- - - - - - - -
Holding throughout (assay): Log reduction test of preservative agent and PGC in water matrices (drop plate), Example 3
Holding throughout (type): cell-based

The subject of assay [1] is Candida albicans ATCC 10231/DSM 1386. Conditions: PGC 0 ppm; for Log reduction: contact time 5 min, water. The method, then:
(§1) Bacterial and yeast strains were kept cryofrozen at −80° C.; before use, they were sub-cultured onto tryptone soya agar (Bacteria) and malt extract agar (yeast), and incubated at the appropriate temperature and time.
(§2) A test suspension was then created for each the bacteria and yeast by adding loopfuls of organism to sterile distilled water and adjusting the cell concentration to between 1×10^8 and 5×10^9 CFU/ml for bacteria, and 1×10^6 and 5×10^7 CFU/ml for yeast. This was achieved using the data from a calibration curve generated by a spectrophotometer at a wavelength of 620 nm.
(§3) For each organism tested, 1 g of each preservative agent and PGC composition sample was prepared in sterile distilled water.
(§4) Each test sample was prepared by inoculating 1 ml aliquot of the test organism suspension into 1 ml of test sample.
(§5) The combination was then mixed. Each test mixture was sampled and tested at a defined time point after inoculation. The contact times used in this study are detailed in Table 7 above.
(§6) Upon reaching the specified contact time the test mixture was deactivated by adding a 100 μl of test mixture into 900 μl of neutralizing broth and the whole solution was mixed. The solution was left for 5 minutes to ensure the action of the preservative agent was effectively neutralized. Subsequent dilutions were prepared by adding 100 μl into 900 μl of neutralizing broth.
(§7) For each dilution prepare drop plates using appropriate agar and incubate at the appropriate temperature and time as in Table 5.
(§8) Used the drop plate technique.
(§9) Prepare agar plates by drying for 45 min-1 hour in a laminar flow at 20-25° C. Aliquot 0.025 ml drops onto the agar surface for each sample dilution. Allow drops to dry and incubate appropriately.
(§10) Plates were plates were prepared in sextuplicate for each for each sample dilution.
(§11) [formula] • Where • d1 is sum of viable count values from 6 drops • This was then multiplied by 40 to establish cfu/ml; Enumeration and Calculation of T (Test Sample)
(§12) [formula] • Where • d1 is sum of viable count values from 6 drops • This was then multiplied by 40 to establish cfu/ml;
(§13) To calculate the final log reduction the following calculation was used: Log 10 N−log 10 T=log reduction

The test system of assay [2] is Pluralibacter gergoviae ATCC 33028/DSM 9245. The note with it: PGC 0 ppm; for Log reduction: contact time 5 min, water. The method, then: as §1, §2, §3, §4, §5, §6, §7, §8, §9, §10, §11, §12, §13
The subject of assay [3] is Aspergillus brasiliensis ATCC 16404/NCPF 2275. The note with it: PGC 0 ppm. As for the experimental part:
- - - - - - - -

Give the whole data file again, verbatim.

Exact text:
Holding throughout (assay): Log reduction test of preservative agent and PGC in water matrices (drop plate), Example 3
Holding throughout (type): cell-based

The subject of assay [1] is Candida albicans ATCC 10231/DSM 1386. Conditions: PGC 0 ppm; for Log reduction: contact time 5 min, water. The method, then:
(§1) Bacterial and yeast strains were kept cryofrozen at −80° C.; before use, they were sub-cultured onto tryptone soya agar (Bacteria) and malt extract agar (yeast), and incubated at the appropriate temperature and time.
(§2) A test suspension was then created for each the bacteria and yeast by adding loopfuls of organism to sterile distilled water and adjusting the cell concentration to between 1×10^8 and 5×10^9 CFU/ml for bacteria, and 1×10^6 and 5×10^7 CFU/ml for yeast. This was achieved using the data from a calibration curve generated by a spectrophotometer at a wavelength of 620 nm.
(§3) For each organism tested, 1 g of each preservative agent and PGC composition sample was prepared in sterile distilled water.
(§4) Each test sample was prepared by inoculating 1 ml aliquot of the test organism suspension into 1 ml of test sample.
(§5) The combination was then mixed. Each test mixture was sampled and tested at a defined time point after inoculation. The contact times used in this study are detailed in Table 7 above.
(§6) Upon reaching the specified contact time the test mixture was deactivated by adding a 100 μl of test mixture into 900 μl of neutralizing broth and the whole solution was mixed. The solution was left for 5 minutes to ensure the action of the preservative agent was effectively neutralized. Subsequent dilutions were prepared by adding 100 μl into 900 μl of neutralizing broth.
(§7) For each dilution prepare drop plates using appropriate agar and incubate at the appropriate temperature and time as in Table 5.
(§8) Used the drop plate technique.
(§9) Prepare agar plates by drying for 45 min-1 hour in a laminar flow at 20-25° C. Aliquot 0.025 ml drops onto the agar surface for each sample dilution. Allow drops to dry and incubate appropriately.
(§10) Plates were plates were prepared in sextuplicate for each for each sample dilution.
(§11) [formula] • Where • d1 is sum of viable count values from 6 drops • This was then multiplied by 40 to establish cfu/ml; Enumeration and Calculation of T (Test Sample)
(§12) [formula] • Where • d1 is sum of viable count values from 6 drops • This was then multiplied by 40 to establish cfu/ml;
(§13) To calculate the final log reduction the following calculation was used: Log 10 N−log 10 T=log reduction

The test system of assay [2] is Pluralibacter gergoviae ATCC 33028/DSM 9245. The note with it: PGC 0 ppm; for Log reduction: contact time 5 min, water. The method, then: as §1, §2, §3, §4, §5, §6, §7, §8, §9, §10, §11, §12, §13
The subject of assay [3] is Aspergillus brasiliensis ATCC 16404/NCPF 2275. The note with it: PGC 0 ppm. As for the experimental part: